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Genetically targeted N-phosphonooxymethyl hemicyanine prodyes [Elektronische Ressource] : voltage sensitivity and neural circuitry labeling / David Noel Hong Kian Ng

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Published 01 January 2010
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TECHNISCHE UNIVERSITÄT MÜNCHEN
Max-Planck-Institut für Biochemie
Abteilung Membran- und Neurophysik

GENETICALLY TARGETED
N-PHOSPHONOOXYMETHYL HEMICYANINE
PRODYES: VOLTAGE SENSITIVITY AND
NEURAL CIRCUITRY LABELING

David Noel Hong Kian Ng


Vollständiger Abdruck der von der Fakultät für Chemie der Technischen
Universität München zur Erlangung des akademischen Grades eines

Doktors der Naturwissenschaften
genehmigten Dissertation.



Vorsitzender: Univ.-Prof. Dr. Chr. F.W. Becker
Prüfer der Dissertation: 1. Univ.-Prof. Dr. Dr. h.c. H. Kessler
2. Hon.-Prof. Dr. P. Fromherz

Die Dissertation wurde am 25.05.2010 bei der Technischen Universität München eingereicht
und durch die Fakultät für Chemie am 06.07.2010 angenommen.

ABSTRACT
Fast voltage sensitive dyes (VSDs) are fluorescent probes of transmembrane voltage, used to
study the electrophysiology of the nervous system. The amphiphilicity critical in directing the
insertion of the chromophore into the hydrophobic lipid bilayer is not cell-type specific,
causing unwanted background staining and limiting the use of this technique. Chemically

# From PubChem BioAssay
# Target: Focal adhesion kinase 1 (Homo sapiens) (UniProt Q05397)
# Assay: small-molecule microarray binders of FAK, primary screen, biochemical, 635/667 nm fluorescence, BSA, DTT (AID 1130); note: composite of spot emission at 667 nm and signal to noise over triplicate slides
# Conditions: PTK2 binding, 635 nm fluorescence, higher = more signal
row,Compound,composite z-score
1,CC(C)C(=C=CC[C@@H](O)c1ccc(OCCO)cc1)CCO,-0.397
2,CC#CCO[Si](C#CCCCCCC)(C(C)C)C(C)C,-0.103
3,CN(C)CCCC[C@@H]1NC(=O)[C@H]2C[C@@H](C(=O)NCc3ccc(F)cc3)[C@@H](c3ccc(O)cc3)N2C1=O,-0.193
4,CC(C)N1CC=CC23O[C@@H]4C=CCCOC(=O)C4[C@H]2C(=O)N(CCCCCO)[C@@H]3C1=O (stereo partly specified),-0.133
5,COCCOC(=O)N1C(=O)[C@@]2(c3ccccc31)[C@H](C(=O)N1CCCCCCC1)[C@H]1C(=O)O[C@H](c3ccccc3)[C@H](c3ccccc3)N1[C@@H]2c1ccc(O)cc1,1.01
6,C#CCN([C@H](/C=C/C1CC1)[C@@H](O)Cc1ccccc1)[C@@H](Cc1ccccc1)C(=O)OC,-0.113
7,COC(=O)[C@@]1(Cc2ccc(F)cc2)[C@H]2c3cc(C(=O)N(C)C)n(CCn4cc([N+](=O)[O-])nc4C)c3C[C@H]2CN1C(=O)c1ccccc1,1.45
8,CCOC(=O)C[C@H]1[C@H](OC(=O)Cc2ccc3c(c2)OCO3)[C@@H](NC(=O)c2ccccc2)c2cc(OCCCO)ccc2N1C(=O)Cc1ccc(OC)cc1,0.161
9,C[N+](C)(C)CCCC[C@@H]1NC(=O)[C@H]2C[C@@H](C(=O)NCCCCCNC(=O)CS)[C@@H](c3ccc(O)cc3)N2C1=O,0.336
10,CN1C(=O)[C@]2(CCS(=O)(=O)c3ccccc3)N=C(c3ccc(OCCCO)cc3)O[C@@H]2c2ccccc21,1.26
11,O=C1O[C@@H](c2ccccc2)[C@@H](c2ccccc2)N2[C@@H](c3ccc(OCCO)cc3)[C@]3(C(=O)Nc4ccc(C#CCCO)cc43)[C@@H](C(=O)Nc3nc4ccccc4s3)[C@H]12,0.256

modifying the aliphatic tails of VSDs to introduce an N-phosphonooxymethyl quaternary
amine salt yielded water soluble, non-binding prodyes. These compounds were shown to be
substrates for cell-surface bound placental alkaline phosphatase (PLAP), and undergo a two-
step bioreversion to yield the desired amphiphilic dyes, which subsequently binds to the
plasma membrane. One newly synthesized prodye, di-1,8P6-ANEPPS, showed excellent
selectivity, and the enzymatically activated dye was shown to exhibit voltage sensitivity
comparable to the most widely used VSDs. This technique has the potential label the fine
structure of individual neurons, and monitor their local electrophysiology. This technique may
be extended beyond the labeling of single neurons to interconnected neural networks.
Current neuronal circuits mapping techniques use trans-synaptic tracer molecules; these
compounds label a single nerve cell, then migrate to functionally connected neurons. As only
a small fraction of tracer material is transported across each synapse, current techniques falter
due to greatly reduced signals from each successive neuron in the circuit. A ‘gene switch’ that